• Changing words
  • Avoiding certain speaking situations
  • Taking a deep breath before talking
  • Breaking eye contact with the person who is listening
  • Tapping with your hand or foot
  • Nodding your head or moving your body
  • Adding in extra sounds or words

These tricks are often hard work and when they don't work, they don't help. In fact sometimes they make communicating even harder because people may not understand what you say and then you have to try again...

Problem Solving

You may be having a problem with something, not necessarily to do with talking. Perhaps you have tried dealing with it, but it is no good, the problem is still there. Here is a way of finding some new ideas which might help...

The steps

1. Ask some people to help you get some ideas to solve your problem

2. Make sure that the problem is yours, not someone else's; i.e. it has to be something that you can change. Get a big piece of paper and, in the middle, write a sentence starting with "my problem is..."; for example "how to keep my room tidy" or "how to get my homework in on time"

3. Everyone throws in all their ideas, the more imaginative the better. All suggestions are written on the piece of paper - they are not discussed or judged until later

4. Then consider each option in turn: "what would happen if I...?" This helps you decide which ideas to leave in and which ones to bin. No one else should comment or advise unless it is really necessary

5. Chuck out any ideas that you have already tried which didn't work or any which could cause you more problems than they would solve (eg. kicking someone who teased you!). You should end up with five or six choices

6. Now number your choices in the order in which you would like to try them. First, second, third, etc. Are there any that you would put together? Make a new list with your choices written out in order

7. As soon as you can, try out number one and decide how helpful that was and whether it is worth another go. Or, if that didn't work, try number two and so on

8. Keep your list handy, even when the problem is solved, in case the same thing crops up again and you want a reminder

Coping With Teasing

Lots of children have problems with teasing. Here are some problem solving ideas which the children from one of our courses came up with:

  • Write in a school "problem box"
  • Tell a friend
  • Call a hotline (eg. BSA hotline)
  • Ask them to stop
  • Walk away
  • Tell the mother of the person who is teasing you
  • Ignore them
  • Punch the person
  • Make an excuse and leave the situation
  • Tell your mum and dad
  • Tell your teacher
  • Tease back
  • Cry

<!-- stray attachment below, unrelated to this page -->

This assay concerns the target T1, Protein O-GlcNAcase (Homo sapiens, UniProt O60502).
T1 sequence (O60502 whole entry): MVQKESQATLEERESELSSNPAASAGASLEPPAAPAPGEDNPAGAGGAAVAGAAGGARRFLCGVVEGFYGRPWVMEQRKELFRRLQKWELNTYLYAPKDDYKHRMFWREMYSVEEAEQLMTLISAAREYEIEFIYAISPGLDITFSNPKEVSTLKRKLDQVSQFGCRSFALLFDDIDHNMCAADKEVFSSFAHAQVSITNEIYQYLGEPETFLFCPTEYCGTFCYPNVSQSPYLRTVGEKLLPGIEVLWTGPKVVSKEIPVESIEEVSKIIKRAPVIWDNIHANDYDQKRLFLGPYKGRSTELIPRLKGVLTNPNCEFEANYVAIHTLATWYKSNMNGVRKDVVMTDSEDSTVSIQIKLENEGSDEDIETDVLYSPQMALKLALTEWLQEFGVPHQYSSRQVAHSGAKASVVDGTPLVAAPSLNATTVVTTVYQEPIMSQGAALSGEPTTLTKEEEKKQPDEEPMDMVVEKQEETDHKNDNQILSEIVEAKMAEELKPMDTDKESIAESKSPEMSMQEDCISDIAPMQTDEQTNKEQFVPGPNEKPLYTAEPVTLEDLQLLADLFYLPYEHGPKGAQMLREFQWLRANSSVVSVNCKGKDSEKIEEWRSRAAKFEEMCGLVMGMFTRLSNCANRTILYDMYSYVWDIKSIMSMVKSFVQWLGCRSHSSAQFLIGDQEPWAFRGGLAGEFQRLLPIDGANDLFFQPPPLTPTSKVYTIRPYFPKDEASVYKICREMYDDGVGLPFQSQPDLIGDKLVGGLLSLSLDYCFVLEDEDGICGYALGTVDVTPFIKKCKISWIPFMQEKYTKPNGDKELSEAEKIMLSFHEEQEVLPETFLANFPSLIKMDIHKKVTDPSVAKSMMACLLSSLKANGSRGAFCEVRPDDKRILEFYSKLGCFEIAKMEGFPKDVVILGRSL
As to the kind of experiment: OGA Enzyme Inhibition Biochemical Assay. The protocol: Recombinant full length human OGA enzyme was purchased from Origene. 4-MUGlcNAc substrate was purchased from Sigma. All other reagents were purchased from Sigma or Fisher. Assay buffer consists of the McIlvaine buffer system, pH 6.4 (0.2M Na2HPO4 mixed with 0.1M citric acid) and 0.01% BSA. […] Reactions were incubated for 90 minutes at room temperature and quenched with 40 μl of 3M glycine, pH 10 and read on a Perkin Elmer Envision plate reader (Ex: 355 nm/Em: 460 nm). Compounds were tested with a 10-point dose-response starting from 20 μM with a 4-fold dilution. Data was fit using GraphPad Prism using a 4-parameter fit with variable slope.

• Avoid them
  • Talk to someone else
  • Stick with your friends
  • Agree with them

Some of them are a bit mad, some are not very practical, but some are quite sensible!

Why not pick out the six ideas that you think are best and try them out next time? If one doesn't work for you, then try another. You'll feel better just having some ideas.

Have a go!

Top Tips For Teenagers

Below you can find lots of good advice for teenagers who stammer. Indeed some of this advice was suggested by teenagers who have come to the Centre in the past.

  • More haste, less speech
  • People are more interested in what you have to say than how you are saying it
  • Make a list of the things you are good at
  • Notice other people's communication skills - no one is perfect!
  • You can't mind-read - imagining the worst doesn't help
  • Notice the colour of people's eyes when you talk to them - this will help you to maintain eye contact
  • You can help others feel relaxed. Smile and try to look relaxed (even if your stomach is all knots and butterflies)
  • To stop people asking you questions - ask them something first (e.g. "where do you live, work, go to school etc?")
  • The harder you try not to stammer, the worse it gets - go with the flow
  • Use pauses to give yourself time
  • Try to talk about your stammer to someone today
  • Mention the stammer in passing as if you are not concerned about it!
  • Notice those things that seem to help - and do some more
  • Praise yourself for having a go at something you usually avoid
  • Noticing something you have done well is better than self-criticism
  • Be fair to yourself
  • Try to avoid self-talk which includes 'I must' and 'I should' - try 'I might have a go' and 'I could try to'
  • Set one small but achievable goal today - and pat yourself on the back
  • Notice the times when you stammer less, rather than concentrating on when it is worse
  • Don't start speaking until you are ready
  • Say a little more than you usually do
  • When you mind less about your stammering, you often stammer less too
  • Smile a bit more; this will help others feel relaxed
  • Feel the fear and do it anyway!
  • Worrying about what others might be thinking is very unhelpful - you could be wrong
  • Can you really read other peoples' minds? Do you really know what other people think about your speech?
  • Do most people know you stammer? Try not to hide it from them
  • Is everyone nasty about stammering? Or are some people just nasty?